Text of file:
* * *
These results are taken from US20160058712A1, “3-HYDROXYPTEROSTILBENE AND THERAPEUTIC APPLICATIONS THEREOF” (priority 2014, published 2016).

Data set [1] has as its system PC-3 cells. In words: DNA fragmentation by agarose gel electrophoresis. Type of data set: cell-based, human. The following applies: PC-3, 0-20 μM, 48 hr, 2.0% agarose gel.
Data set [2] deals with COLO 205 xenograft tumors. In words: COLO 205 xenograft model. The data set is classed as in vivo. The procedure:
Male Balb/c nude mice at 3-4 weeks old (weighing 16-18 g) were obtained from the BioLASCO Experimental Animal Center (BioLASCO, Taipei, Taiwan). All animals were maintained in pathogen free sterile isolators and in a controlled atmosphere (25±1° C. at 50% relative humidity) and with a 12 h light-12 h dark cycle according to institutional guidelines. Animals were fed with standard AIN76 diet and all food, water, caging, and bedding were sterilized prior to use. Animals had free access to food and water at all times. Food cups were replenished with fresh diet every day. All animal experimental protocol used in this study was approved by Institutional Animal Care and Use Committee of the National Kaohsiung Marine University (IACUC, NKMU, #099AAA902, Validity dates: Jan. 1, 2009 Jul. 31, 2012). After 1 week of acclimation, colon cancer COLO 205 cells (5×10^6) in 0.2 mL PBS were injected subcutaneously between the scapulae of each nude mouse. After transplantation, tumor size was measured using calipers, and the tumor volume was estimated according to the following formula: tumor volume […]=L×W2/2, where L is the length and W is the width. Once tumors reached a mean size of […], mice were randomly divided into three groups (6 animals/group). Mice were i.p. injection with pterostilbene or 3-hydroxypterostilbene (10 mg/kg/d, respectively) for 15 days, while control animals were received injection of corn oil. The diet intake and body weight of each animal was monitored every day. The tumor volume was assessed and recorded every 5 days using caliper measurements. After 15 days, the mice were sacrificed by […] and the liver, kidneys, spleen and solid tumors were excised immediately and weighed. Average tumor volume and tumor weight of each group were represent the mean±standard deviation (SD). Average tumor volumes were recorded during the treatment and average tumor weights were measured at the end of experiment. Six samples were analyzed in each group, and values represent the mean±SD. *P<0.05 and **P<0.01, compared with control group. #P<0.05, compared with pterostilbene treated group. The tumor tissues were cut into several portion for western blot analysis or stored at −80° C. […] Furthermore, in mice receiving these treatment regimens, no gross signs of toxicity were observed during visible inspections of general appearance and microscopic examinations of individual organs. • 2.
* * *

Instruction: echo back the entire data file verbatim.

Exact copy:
These results are taken from US20160058712A1, “3-HYDROXYPTEROSTILBENE AND THERAPEUTIC APPLICATIONS THEREOF” (priority 2014, published 2016).

Data set [1] has as its system PC-3 cells. In words: DNA fragmentation by agarose gel electrophoresis. Type of data set: cell-based, human. The following applies: PC-3, 0-20 μM, 48 hr, 2.0% agarose gel.
Data set [2] deals with COLO 205 xenograft tumors. In words: COLO 205 xenograft model. The data set is classed as in vivo. The procedure:
Male Balb/c nude mice at 3-4 weeks old (weighing 16-18 g) were obtained from the BioLASCO Experimental Animal Center (BioLASCO, Taipei, Taiwan). All animals were maintained in pathogen free sterile isolators and in a controlled atmosphere (25±1° C. at 50% relative humidity) and with a 12 h light-12 h dark cycle according to institutional guidelines. Animals were fed with standard AIN76 diet and all food, water, caging, and bedding were sterilized prior to use. Animals had free access to food and water at all times. Food cups were replenished with fresh diet every day. All animal experimental protocol used in this study was approved by Institutional Animal Care and Use Committee of the National Kaohsiung Marine University (IACUC, NKMU, #099AAA902, Validity dates: Jan. 1, 2009 Jul. 31, 2012). After 1 week of acclimation, colon cancer COLO 205 cells (5×10^6) in 0.2 mL PBS were injected subcutaneously between the scapulae of each nude mouse. After transplantation, tumor size was measured using calipers, and the tumor volume was estimated according to the following formula: tumor volume […]=L×W2/2, where L is the length and W is the width. Once tumors reached a mean size of […], mice were randomly divided into three groups (6 animals/group). Mice were i.p. injection with pterostilbene or 3-hydroxypterostilbene (10 mg/kg/d, respectively) for 15 days, while control animals were received injection of corn oil. The diet intake and body weight of each animal was monitored every day. The tumor volume was assessed and recorded every 5 days using caliper measurements. After 15 days, the mice were sacrificed by […] and the liver, kidneys, spleen and solid tumors were excised immediately and weighed. Average tumor volume and tumor weight of each group were represent the mean±standard deviation (SD). Average tumor volumes were recorded during the treatment and average tumor weights were measured at the end of experiment. Six samples were analyzed in each group, and values represent the mean±SD. *P<0.05 and **P<0.01, compared with control group. #P<0.05, compared with pterostilbene treated group. The tumor tissues were cut into several portion for western blot analysis or stored at −80° C. […] Furthermore, in mice receiving these treatment regimens, no gross signs of toxicity were observed during visible inspections of general appearance and microscopic examinations of individual organs. • 2.